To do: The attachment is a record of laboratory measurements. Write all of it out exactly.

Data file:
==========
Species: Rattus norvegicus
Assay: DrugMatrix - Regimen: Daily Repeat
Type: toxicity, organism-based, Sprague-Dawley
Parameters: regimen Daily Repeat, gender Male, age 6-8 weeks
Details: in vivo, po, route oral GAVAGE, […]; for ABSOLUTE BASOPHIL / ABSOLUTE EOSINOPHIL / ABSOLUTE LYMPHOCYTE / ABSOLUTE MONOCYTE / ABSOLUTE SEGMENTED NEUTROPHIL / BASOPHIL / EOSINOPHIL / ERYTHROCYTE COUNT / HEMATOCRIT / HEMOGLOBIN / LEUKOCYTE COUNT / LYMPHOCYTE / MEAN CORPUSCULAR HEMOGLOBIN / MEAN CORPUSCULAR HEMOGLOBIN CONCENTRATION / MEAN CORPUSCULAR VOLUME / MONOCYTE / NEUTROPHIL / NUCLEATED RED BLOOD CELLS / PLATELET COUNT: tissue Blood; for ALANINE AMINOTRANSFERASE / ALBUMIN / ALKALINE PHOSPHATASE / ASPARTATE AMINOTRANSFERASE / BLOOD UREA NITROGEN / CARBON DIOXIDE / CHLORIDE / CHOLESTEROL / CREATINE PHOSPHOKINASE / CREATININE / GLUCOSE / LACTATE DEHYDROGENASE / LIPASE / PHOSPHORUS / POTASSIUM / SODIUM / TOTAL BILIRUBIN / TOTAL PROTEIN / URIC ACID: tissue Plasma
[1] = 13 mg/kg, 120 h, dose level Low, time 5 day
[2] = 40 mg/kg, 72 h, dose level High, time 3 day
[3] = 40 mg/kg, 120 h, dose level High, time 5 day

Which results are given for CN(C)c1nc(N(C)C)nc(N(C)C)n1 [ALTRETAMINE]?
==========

Species: Rattus norvegicus
Assay: DrugMatrix - Regimen: Daily Repeat
Type: toxicity, organism-based, Sprague-Dawley
Parameters: regimen Daily Repeat, gender Male, age 6-8 weeks
Details: in vivo, po, route oral GAVAGE, […]; for ABSOLUTE BASOPHIL / ABSOLUTE EOSINOPHIL / ABSOLUTE LYMPHOCYTE / ABSOLUTE MONOCYTE / ABSOLUTE SEGMENTED NEUTROPHIL / BASOPHIL / EOSINOPHIL / ERYTHROCYTE COUNT / HEMATOCRIT / HEMOGLOBIN / LEUKOCYTE COUNT / LYMPHOCYTE / MEAN CORPUSCULAR HEMOGLOBIN / MEAN CORPUSCULAR HEMOGLOBIN CONCENTRATION / MEAN CORPUSCULAR VOLUME / MONOCYTE / NEUTROPHIL / NUCLEATED RED BLOOD CELLS / PLATELET COUNT: tissue Blood; for ALANINE AMINOTRANSFERASE / ALBUMIN / ALKALINE PHOSPHATASE / ASPARTATE AMINOTRANSFERASE / BLOOD UREA NITROGEN / CARBON DIOXIDE / CHLORIDE / CHOLESTEROL / CREATINE PHOSPHOKINASE / CREATININE / GLUCOSE / LACTATE DEHYDROGENASE / LIPASE / PHOSPHORUS / POTASSIUM / SODIUM / TOTAL BILIRUBIN / TOTAL PROTEIN / URIC ACID: tissue Plasma
[1] = 13 mg/kg, 120 h, dose level Low, time 5 day
[2] = 40 mg/kg, 72 h, dose level High, time 3 day
[3] = 40 mg/kg, 120 h, dose level High, time 5 day

Which results are given for CN(C)c1nc(N(C)C)nc(N(C)C)n1 [ALTRETAMINE]?